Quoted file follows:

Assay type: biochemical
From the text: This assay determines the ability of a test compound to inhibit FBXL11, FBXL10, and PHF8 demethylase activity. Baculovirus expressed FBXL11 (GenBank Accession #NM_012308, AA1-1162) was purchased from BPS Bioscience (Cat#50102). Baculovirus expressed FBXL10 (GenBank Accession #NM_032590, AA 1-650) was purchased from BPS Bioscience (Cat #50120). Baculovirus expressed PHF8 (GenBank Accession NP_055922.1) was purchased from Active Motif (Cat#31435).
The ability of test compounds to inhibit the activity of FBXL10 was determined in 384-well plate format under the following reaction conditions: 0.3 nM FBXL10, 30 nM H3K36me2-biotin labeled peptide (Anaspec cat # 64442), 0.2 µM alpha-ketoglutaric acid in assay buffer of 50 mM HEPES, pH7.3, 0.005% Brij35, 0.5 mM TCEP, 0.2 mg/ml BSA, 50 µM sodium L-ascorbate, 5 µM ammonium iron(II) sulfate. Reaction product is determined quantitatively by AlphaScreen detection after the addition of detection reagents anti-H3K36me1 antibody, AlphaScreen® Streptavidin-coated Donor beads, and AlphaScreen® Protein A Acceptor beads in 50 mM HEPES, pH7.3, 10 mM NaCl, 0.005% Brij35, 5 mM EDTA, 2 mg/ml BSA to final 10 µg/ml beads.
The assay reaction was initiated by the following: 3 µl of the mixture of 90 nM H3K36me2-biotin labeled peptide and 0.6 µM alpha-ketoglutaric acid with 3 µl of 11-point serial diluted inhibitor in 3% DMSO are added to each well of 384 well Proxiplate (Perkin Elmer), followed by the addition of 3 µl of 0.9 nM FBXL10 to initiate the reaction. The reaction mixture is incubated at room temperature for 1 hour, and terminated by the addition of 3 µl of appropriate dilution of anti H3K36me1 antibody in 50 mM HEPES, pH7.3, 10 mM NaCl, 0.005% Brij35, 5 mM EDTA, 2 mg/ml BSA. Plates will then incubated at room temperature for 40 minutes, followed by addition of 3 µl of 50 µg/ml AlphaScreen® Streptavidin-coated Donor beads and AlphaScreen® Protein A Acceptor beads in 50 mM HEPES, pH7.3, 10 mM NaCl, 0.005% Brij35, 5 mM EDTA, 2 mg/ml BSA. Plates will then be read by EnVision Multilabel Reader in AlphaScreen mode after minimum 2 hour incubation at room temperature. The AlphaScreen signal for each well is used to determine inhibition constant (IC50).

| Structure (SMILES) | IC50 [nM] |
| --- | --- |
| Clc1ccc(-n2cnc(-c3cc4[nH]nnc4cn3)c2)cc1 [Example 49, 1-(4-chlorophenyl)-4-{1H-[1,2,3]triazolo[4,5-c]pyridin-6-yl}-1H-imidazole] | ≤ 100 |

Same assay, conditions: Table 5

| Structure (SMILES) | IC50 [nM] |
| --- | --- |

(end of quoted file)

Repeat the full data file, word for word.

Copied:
Assay type: biochemical
From the text: This assay determines the ability of a test compound to inhibit FBXL11, FBXL10, and PHF8 demethylase activity. Baculovirus expressed FBXL11 (GenBank Accession #NM_012308, AA1-1162) was purchased from BPS Bioscience (Cat#50102). Baculovirus expressed FBXL10 (GenBank Accession #NM_032590, AA 1-650) was purchased from BPS Bioscience (Cat #50120). Baculovirus expressed PHF8 (GenBank Accession NP_055922.1) was purchased from Active Motif (Cat#31435).
The ability of test compounds to inhibit the activity of FBXL10 was determined in 384-well plate format under the following reaction conditions: 0.3 nM FBXL10, 30 nM H3K36me2-biotin labeled peptide (Anaspec cat # 64442), 0.2 µM alpha-ketoglutaric acid in assay buffer of 50 mM HEPES, pH7.3, 0.005% Brij35, 0.5 mM TCEP, 0.2 mg/ml BSA, 50 µM sodium L-ascorbate, 5 µM ammonium iron(II) sulfate. Reaction product is determined quantitatively by AlphaScreen detection after the addition of detection reagents anti-H3K36me1 antibody, AlphaScreen® Streptavidin-coated Donor beads, and AlphaScreen® Protein A Acceptor beads in 50 mM HEPES, pH7.3, 10 mM NaCl, 0.005% Brij35, 5 mM EDTA, 2 mg/ml BSA to final 10 µg/ml beads.
The assay reaction was initiated by the following: 3 µl of the mixture of 90 nM H3K36me2-biotin labeled peptide and 0.6 µM alpha-ketoglutaric acid with 3 µl of 11-point serial diluted inhibitor in 3% DMSO are added to each well of 384 well Proxiplate (Perkin Elmer), followed by the addition of 3 µl of 0.9 nM FBXL10 to initiate the reaction. The reaction mixture is incubated at room temperature for 1 hour, and terminated by the addition of 3 µl of appropriate dilution of anti H3K36me1 antibody in 50 mM HEPES, pH7.3, 10 mM NaCl, 0.005% Brij35, 5 mM EDTA, 2 mg/ml BSA. Plates will then incubated at room temperature for 40 minutes, followed by addition of 3 µl of 50 µg/ml AlphaScreen® Streptavidin-coated Donor beads and AlphaScreen® Protein A Acceptor beads in 50 mM HEPES, pH7.3, 10 mM NaCl, 0.005% Brij35, 5 mM EDTA, 2 mg/ml BSA. Plates will then be read by EnVision Multilabel Reader in AlphaScreen mode after minimum 2 hour incubation at room temperature. The AlphaScreen signal for each well is used to determine inhibition constant (IC50).

| Structure (SMILES) | IC50 [nM] |
| --- | --- |
| Clc1ccc(-n2cnc(-c3cc4[nH]nnc4cn3)c2)cc1 [Example 49, 1-(4-chlorophenyl)-4-{1H-[1,2,3]triazolo[4,5-c]pyridin-6-yl}-1H-imidazole] | ≤ 100 |

Same assay, conditions: Table 5

| Structure (SMILES) | IC50 [nM] |
| --- | --- |